Based on many conversations with agents and auctioneers, there will be a lot of new properties coming on to the market this spring season. This will provide sellers with more competition and buyers with more choices. Barring a global catastrophe, the Sydney property market should be fairly stable for the remainder of the year. The general consensus among experts is that a soft landing is far more likely than a crash landing.
Looking to sell or buy this spring?
If you are looking to SELL, here are my top five tips.
- Hire an experienced agent who has been around long enough that they know how to handle a turning market. Given the past couple of years have been extremely strong, many agents claim to be able to get spectacular prices for their vendors – but this is often purely driven by the market and is not necessarily due to the skills of the selling agent. Now that the market is turning, you need to find an agent who knows how to negotiate well and not just rely on the lottery of ‘auction day’ to get you the best price. Many newer agents who have only been around for one or two years have only known a strong market where they take everything to auction. Their negotiation skills are therefore often untested. Be selective and choose an agent based on their proven track record over a long period of time. And once you have hired them, listen to their advice.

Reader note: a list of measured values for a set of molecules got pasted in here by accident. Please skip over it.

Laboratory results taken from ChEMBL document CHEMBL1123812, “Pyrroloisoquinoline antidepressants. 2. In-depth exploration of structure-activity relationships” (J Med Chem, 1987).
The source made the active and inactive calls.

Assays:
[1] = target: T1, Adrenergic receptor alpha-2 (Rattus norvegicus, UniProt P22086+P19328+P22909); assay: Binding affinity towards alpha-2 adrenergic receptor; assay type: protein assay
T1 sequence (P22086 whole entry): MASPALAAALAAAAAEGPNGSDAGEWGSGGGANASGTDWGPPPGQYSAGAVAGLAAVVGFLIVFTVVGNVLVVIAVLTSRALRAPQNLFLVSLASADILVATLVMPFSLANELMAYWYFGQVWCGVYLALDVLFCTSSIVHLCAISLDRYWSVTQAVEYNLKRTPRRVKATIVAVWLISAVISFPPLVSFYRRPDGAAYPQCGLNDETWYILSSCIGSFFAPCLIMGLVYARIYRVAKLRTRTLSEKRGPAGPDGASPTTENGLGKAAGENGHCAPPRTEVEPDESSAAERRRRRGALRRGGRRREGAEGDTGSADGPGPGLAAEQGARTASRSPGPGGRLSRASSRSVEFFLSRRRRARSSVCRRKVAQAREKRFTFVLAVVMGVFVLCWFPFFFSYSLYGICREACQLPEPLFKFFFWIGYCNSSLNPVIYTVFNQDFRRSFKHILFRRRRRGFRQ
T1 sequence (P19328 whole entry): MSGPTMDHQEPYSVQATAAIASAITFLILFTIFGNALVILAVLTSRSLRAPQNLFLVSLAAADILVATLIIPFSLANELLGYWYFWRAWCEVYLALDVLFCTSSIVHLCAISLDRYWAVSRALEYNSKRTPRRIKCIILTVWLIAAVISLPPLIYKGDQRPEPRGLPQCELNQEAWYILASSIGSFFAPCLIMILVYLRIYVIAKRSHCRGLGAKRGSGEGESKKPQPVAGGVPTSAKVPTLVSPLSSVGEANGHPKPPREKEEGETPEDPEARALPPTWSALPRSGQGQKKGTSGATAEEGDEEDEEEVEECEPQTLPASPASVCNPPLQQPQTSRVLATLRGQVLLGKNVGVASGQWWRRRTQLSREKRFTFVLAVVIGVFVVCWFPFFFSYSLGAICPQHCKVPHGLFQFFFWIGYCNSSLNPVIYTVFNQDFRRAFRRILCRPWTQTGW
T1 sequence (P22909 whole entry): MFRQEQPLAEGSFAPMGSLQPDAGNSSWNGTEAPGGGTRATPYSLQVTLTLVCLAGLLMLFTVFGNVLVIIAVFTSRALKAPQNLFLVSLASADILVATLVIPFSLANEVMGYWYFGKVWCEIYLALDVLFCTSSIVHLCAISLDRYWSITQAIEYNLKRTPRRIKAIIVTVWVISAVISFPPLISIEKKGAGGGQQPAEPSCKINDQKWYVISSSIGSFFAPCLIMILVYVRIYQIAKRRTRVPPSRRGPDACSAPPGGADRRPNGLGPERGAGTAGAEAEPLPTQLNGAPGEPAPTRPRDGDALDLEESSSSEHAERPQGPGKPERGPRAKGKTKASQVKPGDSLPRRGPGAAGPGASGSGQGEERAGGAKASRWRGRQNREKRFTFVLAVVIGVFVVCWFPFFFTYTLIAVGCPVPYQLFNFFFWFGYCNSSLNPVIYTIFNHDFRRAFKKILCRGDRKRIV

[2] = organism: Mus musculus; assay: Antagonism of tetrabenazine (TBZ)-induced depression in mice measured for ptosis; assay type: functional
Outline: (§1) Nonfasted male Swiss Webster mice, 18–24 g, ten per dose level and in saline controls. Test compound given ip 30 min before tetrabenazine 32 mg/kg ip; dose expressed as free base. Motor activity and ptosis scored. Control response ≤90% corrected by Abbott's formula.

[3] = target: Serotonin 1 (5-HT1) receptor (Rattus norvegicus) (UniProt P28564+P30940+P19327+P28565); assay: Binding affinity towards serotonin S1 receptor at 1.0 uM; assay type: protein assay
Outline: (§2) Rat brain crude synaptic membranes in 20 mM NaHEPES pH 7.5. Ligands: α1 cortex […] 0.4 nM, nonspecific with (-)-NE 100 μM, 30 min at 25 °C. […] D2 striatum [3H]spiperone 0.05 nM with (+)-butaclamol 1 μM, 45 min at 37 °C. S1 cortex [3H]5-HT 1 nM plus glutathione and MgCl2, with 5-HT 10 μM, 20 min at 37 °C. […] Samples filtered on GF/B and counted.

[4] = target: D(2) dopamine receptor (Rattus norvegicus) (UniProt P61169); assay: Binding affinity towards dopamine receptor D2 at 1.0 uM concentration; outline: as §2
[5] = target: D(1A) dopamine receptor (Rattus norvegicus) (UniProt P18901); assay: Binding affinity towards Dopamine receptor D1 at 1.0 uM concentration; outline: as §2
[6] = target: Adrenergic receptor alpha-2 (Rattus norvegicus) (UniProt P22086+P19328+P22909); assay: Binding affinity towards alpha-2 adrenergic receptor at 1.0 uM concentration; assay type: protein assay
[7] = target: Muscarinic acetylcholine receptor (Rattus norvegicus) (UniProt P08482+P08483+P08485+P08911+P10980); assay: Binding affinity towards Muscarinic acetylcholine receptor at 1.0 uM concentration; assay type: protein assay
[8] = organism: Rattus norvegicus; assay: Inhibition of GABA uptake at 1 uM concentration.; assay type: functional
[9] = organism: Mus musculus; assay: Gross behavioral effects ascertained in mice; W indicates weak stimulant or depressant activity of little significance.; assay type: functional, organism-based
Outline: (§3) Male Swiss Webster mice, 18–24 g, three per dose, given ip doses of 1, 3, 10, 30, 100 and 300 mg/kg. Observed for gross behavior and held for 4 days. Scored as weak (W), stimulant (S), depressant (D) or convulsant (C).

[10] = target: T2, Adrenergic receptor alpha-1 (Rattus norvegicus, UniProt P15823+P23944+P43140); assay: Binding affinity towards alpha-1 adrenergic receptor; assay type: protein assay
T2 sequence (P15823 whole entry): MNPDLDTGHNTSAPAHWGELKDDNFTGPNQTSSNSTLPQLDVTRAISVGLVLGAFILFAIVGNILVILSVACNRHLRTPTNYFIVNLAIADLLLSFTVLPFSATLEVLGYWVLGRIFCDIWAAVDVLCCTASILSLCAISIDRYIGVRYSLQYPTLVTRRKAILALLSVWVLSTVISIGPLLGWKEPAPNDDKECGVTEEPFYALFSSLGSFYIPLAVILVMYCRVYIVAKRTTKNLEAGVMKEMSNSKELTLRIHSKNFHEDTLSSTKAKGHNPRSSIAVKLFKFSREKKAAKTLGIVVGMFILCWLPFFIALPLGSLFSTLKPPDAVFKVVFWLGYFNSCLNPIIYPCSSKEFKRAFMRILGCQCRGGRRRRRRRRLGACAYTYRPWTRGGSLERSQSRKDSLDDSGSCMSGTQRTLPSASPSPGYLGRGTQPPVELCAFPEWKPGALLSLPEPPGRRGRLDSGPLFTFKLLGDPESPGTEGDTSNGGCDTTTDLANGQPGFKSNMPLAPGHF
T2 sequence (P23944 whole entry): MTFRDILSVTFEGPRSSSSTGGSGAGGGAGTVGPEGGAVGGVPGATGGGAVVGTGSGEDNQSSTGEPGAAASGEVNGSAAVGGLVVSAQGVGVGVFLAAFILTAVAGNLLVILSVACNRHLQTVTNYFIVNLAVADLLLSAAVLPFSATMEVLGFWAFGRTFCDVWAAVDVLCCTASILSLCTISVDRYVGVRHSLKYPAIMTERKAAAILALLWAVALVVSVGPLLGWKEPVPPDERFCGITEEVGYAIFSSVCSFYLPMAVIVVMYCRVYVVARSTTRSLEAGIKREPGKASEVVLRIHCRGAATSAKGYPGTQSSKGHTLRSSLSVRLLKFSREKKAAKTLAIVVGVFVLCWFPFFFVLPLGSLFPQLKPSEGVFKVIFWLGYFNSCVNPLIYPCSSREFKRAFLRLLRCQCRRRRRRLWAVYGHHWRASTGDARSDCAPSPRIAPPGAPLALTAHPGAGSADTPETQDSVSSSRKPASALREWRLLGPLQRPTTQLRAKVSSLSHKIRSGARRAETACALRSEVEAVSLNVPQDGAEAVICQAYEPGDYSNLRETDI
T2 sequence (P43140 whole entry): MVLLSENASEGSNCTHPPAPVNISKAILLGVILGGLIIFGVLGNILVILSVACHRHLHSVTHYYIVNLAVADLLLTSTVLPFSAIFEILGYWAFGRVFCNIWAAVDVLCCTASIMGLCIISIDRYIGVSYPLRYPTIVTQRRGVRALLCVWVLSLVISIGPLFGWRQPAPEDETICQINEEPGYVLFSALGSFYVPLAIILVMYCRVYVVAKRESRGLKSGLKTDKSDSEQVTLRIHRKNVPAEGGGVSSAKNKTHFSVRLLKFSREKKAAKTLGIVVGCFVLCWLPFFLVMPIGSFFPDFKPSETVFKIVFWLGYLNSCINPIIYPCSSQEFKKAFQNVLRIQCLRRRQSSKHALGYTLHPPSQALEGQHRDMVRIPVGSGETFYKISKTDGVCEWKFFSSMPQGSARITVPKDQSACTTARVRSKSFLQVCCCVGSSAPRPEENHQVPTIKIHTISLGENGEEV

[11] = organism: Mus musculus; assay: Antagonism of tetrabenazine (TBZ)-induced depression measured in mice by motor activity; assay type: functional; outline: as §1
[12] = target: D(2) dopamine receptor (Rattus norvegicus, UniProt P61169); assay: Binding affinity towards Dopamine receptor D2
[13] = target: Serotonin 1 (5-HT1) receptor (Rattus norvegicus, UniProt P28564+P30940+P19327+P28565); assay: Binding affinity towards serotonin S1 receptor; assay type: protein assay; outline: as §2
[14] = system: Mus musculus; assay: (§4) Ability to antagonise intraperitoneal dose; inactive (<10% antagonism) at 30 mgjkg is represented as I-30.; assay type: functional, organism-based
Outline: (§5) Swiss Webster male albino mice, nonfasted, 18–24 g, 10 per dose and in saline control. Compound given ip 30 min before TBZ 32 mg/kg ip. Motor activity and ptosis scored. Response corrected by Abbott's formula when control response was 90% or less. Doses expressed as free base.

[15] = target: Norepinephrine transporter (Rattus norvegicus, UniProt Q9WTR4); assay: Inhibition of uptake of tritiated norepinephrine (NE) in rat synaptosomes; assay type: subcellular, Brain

- Be realistic about what your property is worth. Don’t blindly benchmark against your neighbour who sold three to six months ago. The market is not the same.
- Check out your competition. In spring, buyers typically have a lot more choice as there are more properties on the market. You should be going to Open Inspections and comparing your property against those in similar price points in the same or adjacent suburbs. Remember, your buyers are likely to be doing this, too!
- Stand out against the competition. Flawed properties are no longer selling like hotcakes the way they were last year or earlier this year. So do what you can to get your property to be at its best.
- Price your property strategically. Underquote too much and you’ll get the wrong buyers through the door who really can’t afford your property. Quoting too high can mean you lose buyers who won’t come to your Open Inspections. Some agents are resorting to not quoting a price guide at all or being cagey with buyers. This may have worked in the past where many properties go straight to auction, but this could be detrimental in a turning market where many more properties are being sold outside of auction day and where buyers are less tolerant of this approach and can be easily alienated.